traditions and artifacts (Dutra et al. 2011, 271) and lead to greater awareness of, and pride in, the nation's history and tradition (Engelhardt 2005, 177). At the same time, there are risks involved in promoting indigenous culture. MacCannell (1973) argues that the search for cultural `authenticity' is a key motivation for many tourists visiting developing nations. However, this often creates a sense of `staged authenticity' where cultural products are made to look authentic by focusing on pre-conceived stereotypes (MacCannell 1973, 596). We don't want cultural shows where they put on a fake ceremony or dance in traditional dress on a stage in front of a group of tourists (Interview with author, Balibo, October 2013).Directing cultural traditions solely towards tourism can result in complex CULTURAL HERITAGE being simplified, homogenised, packaged and in some cases, trivialised (Engelhardt 2005, 177). Thus in promoting Timor-Leste's culture, local knowledge will be vital. Place marketing commonly fails when developed by creative agencies that merely `sneak' cultural content in the campaigns with limited understanding of its depth and meaning (Jansen 2008, 136). To avoid promoting a stereotypical and homogenised representation of Timorese culture, stakeholder and community consultation will be essential. 3. History Interlinked with the country's cultural traditions is the long and varied history of Timor-Leste. Timorese history comprises a number of `stories', which are important and unique attributes of the nation that could be promoted to potential tourists. We tell our guests stories as we go around the country ­ the big stories are the traditional stories of the kingdoms, the colonial story, the WW2 story, the Indonesian invasion and occupation story, the UN story, and now what people always contemplate is the present and future story (Interview with author, Dili, November 2013). The colonial `story' began in the early 1500s when Dominican Friars established a settlement in Lifau, in what is now the enclave of Oecussi (Kingsbury 2009). Although Portugal contributed little in the way of development (Guterres 2007) Portuguese food, language, arts and architecture are very much infused throughout the cultural landscape of Timor-Leste. As one respondent explained: "Timor-Leste is a little bit of Europe in Asia" (interview with author, Dili, November 2013). Interestingly, during the early years of independence, more recent history was seen as undesirable for tourism promotion. One respondent explained that, when developing early marketing materials, "we never mentioned the struggle" (interview with author, Dili, November 2013). This was largely to avoid inflating Timor-Leste's negative image, given the country was, and arguably still is, seen as dangerous and war-torn. However, the Ministry's latest brochure features the Santa Cruz cemetery, as well as the two museums: the Chega! exhibition, as part of the CAVR archives, and the Resistance Museum. We felt it could be now considered history, rather than what happened last year. Not ancient history, living history, but history nevertheless and a tourism asset (Interview with author, Dili, November 2013). However, in promoting historical assets there is the risk of commodifying an understanding of the past or creating historical tourism as just a means to profit from tragedy and pain (Volcic et al., 2013, 730). Further, while historic sites may be appealing and interesting to tourists, it may be difficult for locals to `re-live' the violence through promotion or to see traumatic events simplified into attractions for tourists. For others, historical tourism may instigate `animosity stemming from old wounds' (Novelli et al. 2012, 1451). Thus stakeholder and government input will be vital, so that the people of Timor-Leste can determine how they wish to present `the struggle' and the extent to which they are comfortable with painful histories being retold and promoted for tourism. Stakeholders also suggested it is not just the history of events that could be promoted for tourism, but the strength and resilience of the people who survived this history. Indeed, the spirited people of Timor-Leste, while not a tourism `asset' themselves, are an important part of the Timor-Leste story. How can such a beautiful place become shelter for a group of guerrillas? How can such a small island resist 24 years with a big country like Indonesia? (Interview with author, Aileu, December 2013). Indeed, it is also the history of resilience that many stakeholders suggested makes Timor-Leste so special. 4. Unspoiled & Undiscovered Timor-Leste has the advantage of being a new destination, largely undiscovered by most tourists. For intrepid travellers, destinations such as Bali and Thailand may be becoming over-crowded and 282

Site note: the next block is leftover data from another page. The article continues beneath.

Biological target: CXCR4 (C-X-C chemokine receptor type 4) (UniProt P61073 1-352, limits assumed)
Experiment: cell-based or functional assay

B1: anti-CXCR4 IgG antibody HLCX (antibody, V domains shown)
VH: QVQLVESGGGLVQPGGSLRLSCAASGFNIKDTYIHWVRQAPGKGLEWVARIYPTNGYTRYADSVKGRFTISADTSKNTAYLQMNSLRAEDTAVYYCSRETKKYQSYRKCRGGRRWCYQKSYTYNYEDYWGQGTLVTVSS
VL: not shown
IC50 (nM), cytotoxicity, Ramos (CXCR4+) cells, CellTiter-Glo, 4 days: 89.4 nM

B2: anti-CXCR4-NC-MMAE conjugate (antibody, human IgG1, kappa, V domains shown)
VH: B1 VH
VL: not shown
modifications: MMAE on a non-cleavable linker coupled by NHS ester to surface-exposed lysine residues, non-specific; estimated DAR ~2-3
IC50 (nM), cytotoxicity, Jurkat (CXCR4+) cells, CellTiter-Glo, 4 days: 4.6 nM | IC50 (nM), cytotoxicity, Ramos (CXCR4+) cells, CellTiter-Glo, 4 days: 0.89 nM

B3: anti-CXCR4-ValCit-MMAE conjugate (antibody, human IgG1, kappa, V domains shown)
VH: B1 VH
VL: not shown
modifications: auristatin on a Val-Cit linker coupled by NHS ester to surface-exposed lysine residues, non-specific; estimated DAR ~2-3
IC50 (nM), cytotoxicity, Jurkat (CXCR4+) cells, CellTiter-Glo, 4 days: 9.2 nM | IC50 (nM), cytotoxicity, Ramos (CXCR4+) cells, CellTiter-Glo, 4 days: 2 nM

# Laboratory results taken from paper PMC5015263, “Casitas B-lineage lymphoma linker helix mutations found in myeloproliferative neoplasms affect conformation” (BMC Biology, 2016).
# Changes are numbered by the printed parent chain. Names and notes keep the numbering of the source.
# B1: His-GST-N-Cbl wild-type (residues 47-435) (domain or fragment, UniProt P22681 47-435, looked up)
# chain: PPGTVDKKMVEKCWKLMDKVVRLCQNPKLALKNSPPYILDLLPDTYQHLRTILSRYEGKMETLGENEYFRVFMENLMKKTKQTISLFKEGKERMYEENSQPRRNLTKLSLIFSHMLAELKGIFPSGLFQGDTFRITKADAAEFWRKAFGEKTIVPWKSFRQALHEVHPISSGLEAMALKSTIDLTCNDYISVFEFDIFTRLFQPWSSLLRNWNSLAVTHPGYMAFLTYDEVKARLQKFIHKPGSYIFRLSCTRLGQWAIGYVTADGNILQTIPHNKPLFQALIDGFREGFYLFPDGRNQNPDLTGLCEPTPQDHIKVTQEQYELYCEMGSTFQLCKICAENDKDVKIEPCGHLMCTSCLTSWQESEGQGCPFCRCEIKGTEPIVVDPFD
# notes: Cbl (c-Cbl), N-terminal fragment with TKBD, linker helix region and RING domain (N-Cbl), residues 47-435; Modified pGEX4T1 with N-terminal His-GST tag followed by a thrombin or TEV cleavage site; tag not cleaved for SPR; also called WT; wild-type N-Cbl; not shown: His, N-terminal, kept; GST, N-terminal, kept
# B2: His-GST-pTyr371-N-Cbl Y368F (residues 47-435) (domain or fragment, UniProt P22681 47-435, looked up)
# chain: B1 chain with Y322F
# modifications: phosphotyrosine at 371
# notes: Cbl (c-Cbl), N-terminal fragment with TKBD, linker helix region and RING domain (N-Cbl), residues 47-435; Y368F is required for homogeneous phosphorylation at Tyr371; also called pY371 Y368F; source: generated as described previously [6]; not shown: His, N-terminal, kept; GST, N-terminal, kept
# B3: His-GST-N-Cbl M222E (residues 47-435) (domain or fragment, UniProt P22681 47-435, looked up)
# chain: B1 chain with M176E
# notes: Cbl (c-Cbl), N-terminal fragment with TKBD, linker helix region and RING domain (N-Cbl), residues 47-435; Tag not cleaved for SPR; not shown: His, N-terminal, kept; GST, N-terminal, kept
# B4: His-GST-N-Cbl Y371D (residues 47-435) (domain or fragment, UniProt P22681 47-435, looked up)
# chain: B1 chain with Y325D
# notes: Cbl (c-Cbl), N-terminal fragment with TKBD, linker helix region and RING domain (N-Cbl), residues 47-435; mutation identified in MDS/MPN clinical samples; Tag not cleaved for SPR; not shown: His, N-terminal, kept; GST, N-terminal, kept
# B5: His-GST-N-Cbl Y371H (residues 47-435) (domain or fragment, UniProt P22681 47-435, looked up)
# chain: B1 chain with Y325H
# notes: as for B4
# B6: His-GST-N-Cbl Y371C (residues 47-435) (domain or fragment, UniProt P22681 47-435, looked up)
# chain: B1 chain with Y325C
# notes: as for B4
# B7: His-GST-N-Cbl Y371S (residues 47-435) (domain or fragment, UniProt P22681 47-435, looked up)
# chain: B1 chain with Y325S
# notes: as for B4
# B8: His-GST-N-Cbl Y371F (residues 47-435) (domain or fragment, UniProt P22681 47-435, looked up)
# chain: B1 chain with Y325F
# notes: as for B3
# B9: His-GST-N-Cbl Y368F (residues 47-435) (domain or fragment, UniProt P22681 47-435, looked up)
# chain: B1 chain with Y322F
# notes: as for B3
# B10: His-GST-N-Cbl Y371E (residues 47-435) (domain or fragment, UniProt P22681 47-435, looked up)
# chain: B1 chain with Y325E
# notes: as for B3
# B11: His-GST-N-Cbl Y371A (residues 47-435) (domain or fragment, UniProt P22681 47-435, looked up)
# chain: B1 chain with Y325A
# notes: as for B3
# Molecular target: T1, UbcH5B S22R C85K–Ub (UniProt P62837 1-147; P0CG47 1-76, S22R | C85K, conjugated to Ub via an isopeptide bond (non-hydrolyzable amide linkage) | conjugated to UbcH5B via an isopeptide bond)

commercialised, thus Timor-Leste provides an ideal alternative. It's difference that attracts people. Some of the people have travelled the world, and its like they've run out of everywhere else and this is where they want to visit (Interview with author, Dili, November 2013). Promoting the angle of `unspoiled' and selling the country as is, also has the advantage of attracting tourism right now, avoiding spending money on tourism infrastructure and development. In doing so, this avoids the negative consequences of infrastructure development for the purpose of tourism, such as the displacement of rural communities (Chok et al. 2007, 157). Promoting `unspoiled' as an attribute will require the preservation of natural and cultural assets. As one stakeholder argued: "You must preserve what you have. The better you protect it, the more valuable it will become" (Interview with author, Dili, December 2013). This reinforces the need for government policy to guard against large-scale and potentially intrusive development. Furthermore, it must be remembered that if a marketing campaign is successful, and tourism grows, the idea of Timor-Leste being `unspoiled' and `undiscovered' cannot be promoted forever. Summary This paper has discussed the four core destination attributes of Timor-Leste and the implications for promoting these assets for tourism. While each attribute provides an important angle for tourism marketing, the risks and implications of each must be considered alongside the advantages. The paper has argued that Timor-Leste's image is negatively impacted by past violence and that its true situation, as a beautiful and peaceful nation, is still little known. To overcome this negative image and begin to grow tourism, the promotion of the aforementioned assets will be vital. It is only through positive and proactive promotion that nations like Timor-Leste can hope to `overcome the conflict theme and replace it with more positive narratives' (Harengel and Gbadamosi 2014, 50). This research is part of a larger project that will ultimately develop an understanding of the nation's attributes, personality, competitive environment and target market to develop a tourism marketing strategy and destination brand for Timor-Leste. Bibliography Amoamo, Maria 2007, `Mori tourism: Image and identity -- a postcolonial perspective', Annals of Leisure Research, 10 (3-4), 454-474. Amujo, O. C. and Otubanjo, O. 2012, 'Leveraging Rebranding of 'Unattractive' Nation Brands to Stimulate PostDisaster Tourism', Tourist Studies, 12 (1): 87-105. Araujo, Rui 2015, 'Tourism and Globalization', Eighth Meeting of the CPLP Ministers of Tourism, Dili Convention Centre. Avraham, Eli and Ketter, Eran 2013, 'Marketing Destinations with Prolonged Negative Images: Towards a theoretical model', Tourism Geographies, 15 (1): 145-64. Cabasset-Semedo, Christine 2009, 'Thinking about tourism in Timor-Leste in the era of Sustainable Development. A tourism policy emerging from grass-roots levels', in Cabasset-Semedo, Christine and Durand, Frederic (eds), East Timor: How to build a new nation in Southeast Asia in the 21st Century, IRASEC, Thailand. Carlos, David and Carlos, Shirley 2011 DFAT Travel Advice, East Timor and tourism - you decide, , viewed 1 March 2013. Chok, Stephanie, Macbeth, Jim, and Warren, Carol 2007, 'Tourism as a Tool for Poverty Alleviation: A Critical Analysis of 'Pro-Poor Tourism' and Implications for Sustainability', Current Issues in Tourism, 10 (2): 144-65. CIA 'Timor-Leste' 2015 CIA Factbook , viewed 4 March 2015. D'Hauteserre, Anne-Marie 2011, 'Politics of Imaging New Caledonia', Annals of Tourism Research, 38 (2): 380402. Department of Veterans Affairs 2015, Why is the Kokoda track significant?, , viewed 3 June 2015. Dutra, Leo X. C, Hamworth, Robert J, and Taboada, Manuela B 2011, 'An Integrated Approach to Tourism Planning in a Developing Nation: A Case study from Beloi (Timor-Leste)', in Dredge, Dianne and Jenkins, John (eds), Stories of Practice: Tourism Policy and Planning, Ashgate, Farnham. 283